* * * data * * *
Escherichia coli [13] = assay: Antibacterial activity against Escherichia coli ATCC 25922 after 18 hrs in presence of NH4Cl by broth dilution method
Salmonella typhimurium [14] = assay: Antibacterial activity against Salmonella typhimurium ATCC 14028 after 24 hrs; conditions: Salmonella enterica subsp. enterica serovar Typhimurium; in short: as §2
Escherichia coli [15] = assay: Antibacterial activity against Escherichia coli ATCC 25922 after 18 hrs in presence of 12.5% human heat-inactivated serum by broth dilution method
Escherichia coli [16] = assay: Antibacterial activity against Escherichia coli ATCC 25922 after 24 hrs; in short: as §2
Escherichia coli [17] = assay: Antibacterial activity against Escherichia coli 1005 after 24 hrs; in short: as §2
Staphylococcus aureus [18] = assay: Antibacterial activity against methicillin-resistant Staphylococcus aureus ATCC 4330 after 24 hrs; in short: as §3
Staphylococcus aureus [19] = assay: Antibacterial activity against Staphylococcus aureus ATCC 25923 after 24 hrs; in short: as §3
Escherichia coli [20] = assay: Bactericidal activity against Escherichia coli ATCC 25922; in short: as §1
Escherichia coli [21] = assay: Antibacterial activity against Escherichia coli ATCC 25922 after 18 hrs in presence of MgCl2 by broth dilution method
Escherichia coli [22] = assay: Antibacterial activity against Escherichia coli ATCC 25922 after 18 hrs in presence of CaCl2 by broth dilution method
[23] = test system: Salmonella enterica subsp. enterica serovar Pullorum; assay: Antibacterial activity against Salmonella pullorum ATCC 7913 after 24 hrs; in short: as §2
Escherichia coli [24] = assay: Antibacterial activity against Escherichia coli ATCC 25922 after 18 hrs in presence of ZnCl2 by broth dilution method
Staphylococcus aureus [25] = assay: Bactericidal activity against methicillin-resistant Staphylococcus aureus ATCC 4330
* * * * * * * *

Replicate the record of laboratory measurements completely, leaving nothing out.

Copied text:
Escherichia coli [13] = assay: Antibacterial activity against Escherichia coli ATCC 25922 after 18 hrs in presence of NH4Cl by broth dilution method
Salmonella typhimurium [14] = assay: Antibacterial activity against Salmonella typhimurium ATCC 14028 after 24 hrs; conditions: Salmonella enterica subsp. enterica serovar Typhimurium; in short: as §2
Escherichia coli [15] = assay: Antibacterial activity against Escherichia coli ATCC 25922 after 18 hrs in presence of 12.5% human heat-inactivated serum by broth dilution method
Escherichia coli [16] = assay: Antibacterial activity against Escherichia coli ATCC 25922 after 24 hrs; in short: as §2
Escherichia coli [17] = assay: Antibacterial activity against Escherichia coli 1005 after 24 hrs; in short: as §2
Staphylococcus aureus [18] = assay: Antibacterial activity against methicillin-resistant Staphylococcus aureus ATCC 4330 after 24 hrs; in short: as §3
Staphylococcus aureus [19] = assay: Antibacterial activity against Staphylococcus aureus ATCC 25923 after 24 hrs; in short: as §3
Escherichia coli [20] = assay: Bactericidal activity against Escherichia coli ATCC 25922; in short: as §1
Escherichia coli [21] = assay: Antibacterial activity against Escherichia coli ATCC 25922 after 18 hrs in presence of MgCl2 by broth dilution method
Escherichia coli [22] = assay: Antibacterial activity against Escherichia coli ATCC 25922 after 18 hrs in presence of CaCl2 by broth dilution method
[23] = test system: Salmonella enterica subsp. enterica serovar Pullorum; assay: Antibacterial activity against Salmonella pullorum ATCC 7913 after 24 hrs; in short: as §2
Escherichia coli [24] = assay: Antibacterial activity against Escherichia coli ATCC 25922 after 18 hrs in presence of ZnCl2 by broth dilution method
Staphylococcus aureus [25] = assay: Bactericidal activity against methicillin-resistant Staphylococcus aureus ATCC 4330